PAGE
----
These are the blogs which are hosted on the websites owned by you. Let’s explain it to you with an example. We went ahead and purchased a domain XYZ.com from godaddy.com, paying $ 7 for one year. While making this purchase, we were able to select from several options like .ws, .org, .com, .net, .info and some more commonly available extensions.
We had earlier bought a monthly hosting plan from hostgator.com, for which we paid $ 15 to host unlimited domains per month. We own this website and decide what to do and what not to do on it. There is no one who can take this portal away from us, close us down or do anything of that sort. We decide the plug-ins that must be installed and that must be removed.
On the whole, we have the freedom to customize and design this website’s look in whichever way we feel best. Furthermore, we are responsible for maintenance, updations, backup and everything that happens on this portal.
It is understandable that when it comes to hosted blogs, you need to start from scratch and build your website from ground zero. All aspects related to search engine optimization will need to be taken care of, content will have to be written and added, and many other similar tasks will need to be completed.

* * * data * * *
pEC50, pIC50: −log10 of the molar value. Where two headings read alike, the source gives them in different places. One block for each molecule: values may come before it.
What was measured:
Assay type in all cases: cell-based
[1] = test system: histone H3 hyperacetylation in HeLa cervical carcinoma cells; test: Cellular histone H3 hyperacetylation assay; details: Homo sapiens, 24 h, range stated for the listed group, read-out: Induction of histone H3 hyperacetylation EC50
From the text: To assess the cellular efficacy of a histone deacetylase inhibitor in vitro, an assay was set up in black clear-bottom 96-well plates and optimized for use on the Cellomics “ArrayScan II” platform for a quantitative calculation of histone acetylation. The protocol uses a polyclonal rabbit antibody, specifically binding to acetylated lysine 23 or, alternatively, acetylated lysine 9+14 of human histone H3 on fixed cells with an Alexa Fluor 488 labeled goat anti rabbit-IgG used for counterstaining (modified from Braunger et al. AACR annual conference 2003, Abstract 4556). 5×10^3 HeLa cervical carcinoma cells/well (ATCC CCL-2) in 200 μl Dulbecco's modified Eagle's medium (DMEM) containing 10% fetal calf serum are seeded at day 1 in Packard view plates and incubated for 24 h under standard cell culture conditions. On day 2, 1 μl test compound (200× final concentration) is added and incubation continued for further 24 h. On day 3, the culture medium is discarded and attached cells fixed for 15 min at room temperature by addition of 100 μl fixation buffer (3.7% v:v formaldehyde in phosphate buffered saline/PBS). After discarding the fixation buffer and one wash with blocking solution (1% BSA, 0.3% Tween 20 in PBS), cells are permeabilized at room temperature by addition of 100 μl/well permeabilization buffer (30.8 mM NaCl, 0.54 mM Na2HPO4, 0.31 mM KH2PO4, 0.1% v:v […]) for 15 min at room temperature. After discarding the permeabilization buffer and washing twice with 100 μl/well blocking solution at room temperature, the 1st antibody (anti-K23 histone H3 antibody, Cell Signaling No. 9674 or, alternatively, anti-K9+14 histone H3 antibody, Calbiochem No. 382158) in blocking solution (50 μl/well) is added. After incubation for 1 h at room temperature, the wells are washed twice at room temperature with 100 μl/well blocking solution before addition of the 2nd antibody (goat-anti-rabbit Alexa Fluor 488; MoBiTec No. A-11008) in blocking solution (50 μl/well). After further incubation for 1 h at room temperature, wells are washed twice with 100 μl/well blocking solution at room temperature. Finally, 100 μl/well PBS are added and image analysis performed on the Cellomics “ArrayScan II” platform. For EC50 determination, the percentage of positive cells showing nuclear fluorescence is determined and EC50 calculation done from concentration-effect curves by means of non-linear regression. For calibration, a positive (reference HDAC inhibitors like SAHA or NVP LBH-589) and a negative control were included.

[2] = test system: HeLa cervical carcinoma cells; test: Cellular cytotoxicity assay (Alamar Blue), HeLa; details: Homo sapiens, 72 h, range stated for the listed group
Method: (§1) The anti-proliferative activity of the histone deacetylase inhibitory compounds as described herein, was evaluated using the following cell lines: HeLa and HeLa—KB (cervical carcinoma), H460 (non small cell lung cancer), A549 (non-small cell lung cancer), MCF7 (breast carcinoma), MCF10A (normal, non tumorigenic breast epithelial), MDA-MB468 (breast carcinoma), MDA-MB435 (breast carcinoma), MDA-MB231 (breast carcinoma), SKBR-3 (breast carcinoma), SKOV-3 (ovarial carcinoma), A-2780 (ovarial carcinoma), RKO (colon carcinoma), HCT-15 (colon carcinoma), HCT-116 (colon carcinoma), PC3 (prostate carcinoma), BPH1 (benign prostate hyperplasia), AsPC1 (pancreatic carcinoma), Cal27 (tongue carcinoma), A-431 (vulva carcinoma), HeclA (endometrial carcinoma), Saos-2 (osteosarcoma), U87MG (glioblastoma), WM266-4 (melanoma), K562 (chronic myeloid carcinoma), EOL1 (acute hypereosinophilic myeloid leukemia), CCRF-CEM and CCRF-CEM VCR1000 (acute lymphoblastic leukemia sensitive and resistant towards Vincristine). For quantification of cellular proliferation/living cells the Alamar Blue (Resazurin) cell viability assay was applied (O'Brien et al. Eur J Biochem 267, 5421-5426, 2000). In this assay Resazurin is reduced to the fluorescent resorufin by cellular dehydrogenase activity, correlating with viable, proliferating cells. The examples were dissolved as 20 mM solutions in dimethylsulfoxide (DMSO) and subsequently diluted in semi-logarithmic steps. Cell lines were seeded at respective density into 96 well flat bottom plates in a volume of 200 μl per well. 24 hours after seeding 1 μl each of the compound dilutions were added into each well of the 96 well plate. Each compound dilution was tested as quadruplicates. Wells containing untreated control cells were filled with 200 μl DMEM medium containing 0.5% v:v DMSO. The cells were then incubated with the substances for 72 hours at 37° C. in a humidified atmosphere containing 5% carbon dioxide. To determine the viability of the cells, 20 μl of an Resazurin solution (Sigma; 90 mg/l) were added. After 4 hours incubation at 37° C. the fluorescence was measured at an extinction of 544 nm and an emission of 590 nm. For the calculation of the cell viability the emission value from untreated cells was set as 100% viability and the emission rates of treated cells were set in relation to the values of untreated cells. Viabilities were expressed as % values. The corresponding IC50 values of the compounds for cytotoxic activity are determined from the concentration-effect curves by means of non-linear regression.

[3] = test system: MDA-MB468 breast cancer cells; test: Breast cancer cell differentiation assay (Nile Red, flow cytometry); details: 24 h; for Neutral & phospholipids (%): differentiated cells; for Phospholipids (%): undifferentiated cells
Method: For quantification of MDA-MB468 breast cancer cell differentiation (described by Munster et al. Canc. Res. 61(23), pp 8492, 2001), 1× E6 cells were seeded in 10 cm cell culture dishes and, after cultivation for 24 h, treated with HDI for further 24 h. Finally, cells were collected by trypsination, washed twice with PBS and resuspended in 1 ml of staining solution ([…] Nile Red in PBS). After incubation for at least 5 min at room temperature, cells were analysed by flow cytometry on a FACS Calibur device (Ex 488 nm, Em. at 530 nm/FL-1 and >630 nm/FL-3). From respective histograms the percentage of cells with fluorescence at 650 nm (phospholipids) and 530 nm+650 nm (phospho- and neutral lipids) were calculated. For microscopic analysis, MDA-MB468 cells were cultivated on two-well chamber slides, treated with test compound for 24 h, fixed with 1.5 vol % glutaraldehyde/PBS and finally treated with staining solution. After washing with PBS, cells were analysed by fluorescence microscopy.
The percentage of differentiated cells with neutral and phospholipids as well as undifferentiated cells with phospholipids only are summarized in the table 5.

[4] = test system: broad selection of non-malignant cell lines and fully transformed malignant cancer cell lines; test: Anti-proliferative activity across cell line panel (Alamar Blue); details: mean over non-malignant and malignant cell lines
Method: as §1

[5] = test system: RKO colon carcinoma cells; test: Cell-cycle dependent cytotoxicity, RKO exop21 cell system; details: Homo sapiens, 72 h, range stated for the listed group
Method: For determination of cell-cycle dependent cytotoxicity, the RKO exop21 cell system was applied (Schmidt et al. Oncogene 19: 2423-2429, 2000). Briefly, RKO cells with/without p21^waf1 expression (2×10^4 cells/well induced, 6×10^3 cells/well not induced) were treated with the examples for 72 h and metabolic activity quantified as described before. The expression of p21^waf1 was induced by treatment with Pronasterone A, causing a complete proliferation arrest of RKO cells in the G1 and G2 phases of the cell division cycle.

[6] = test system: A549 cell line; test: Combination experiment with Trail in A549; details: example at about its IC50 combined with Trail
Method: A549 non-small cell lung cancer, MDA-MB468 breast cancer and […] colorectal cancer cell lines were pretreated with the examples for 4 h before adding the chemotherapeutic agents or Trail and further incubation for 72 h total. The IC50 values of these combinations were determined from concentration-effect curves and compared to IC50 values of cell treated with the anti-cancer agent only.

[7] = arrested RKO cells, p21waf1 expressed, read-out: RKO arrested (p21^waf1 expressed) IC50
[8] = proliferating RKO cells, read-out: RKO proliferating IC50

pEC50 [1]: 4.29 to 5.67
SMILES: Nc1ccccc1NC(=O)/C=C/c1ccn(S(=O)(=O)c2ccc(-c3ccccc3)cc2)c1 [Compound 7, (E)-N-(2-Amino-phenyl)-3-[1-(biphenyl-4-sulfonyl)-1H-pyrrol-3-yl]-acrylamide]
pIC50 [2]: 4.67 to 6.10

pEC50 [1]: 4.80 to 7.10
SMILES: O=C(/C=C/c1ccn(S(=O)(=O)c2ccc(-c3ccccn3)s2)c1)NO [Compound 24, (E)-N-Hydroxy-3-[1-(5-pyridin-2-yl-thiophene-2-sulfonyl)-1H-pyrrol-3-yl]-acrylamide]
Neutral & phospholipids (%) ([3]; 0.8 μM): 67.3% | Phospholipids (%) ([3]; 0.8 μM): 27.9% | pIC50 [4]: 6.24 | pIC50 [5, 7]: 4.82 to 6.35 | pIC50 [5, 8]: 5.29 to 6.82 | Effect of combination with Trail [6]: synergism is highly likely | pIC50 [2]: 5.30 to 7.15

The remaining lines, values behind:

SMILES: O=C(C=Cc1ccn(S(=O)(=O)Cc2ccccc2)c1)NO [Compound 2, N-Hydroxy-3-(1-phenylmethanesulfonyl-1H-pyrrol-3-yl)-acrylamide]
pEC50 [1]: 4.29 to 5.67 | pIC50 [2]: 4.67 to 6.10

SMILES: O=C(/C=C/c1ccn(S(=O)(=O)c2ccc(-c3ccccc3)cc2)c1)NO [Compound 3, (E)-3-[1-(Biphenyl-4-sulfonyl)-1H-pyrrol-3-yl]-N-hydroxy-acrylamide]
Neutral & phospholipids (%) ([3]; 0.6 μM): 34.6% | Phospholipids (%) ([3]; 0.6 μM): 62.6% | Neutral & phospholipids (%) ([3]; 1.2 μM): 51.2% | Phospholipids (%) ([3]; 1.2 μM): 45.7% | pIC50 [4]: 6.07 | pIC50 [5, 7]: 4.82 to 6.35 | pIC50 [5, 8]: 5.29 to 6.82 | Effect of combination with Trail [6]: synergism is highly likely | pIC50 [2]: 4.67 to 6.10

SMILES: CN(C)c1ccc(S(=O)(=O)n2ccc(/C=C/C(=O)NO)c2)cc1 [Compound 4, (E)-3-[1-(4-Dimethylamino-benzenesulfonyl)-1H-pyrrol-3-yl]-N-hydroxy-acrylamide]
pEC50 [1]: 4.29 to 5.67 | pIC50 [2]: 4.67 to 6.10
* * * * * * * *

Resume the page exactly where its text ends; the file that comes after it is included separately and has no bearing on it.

It is we who decide how to monetize this blog whichever way we feel best, whether through affiliate programs, Google AdSense, selling ad space etc. All this may sound confusing and overwhelming if you’re new to affiliate marketing.
These are blogs which are created on websites like blogger.com, wordpress.com, tumblr.com, hubpages.com, weebly.com etc.
When creating a blog on these websites, you have limited number of choices in terms of the theme and looks. When you create a blog on them you receive the blog name extension in the form of ‘yourdomain.wordpress.com’. As a result, the URL doesn’t look as interesting as one that you get in case of hosted blogs. Furthermore, these blogs aren’t viewed very positively from the point of view of search engine optimization.
You cannot use any plug-ins on these blogs and the storage space is also limited. It is possible for you to use your own domain name in order to avoid the hosted blog’s name in your URL. There’ll be no backup, no updations and no maintenance work done for you. As an upside, such self-hosted domains already have a certain degree of respect in the search engines and get indexed pretty quickly. Last but not the least, these type of blogs are less complicated than the hosted ones. They’re quite user-friendly and can be comfortably created and managed even by newcomers.
Which type of blog is better?
If you’re thinking from the Google Sniper’s perspective, you would want complete control over your blog. Hence, a hosted blog is any day better than a self-hosted one.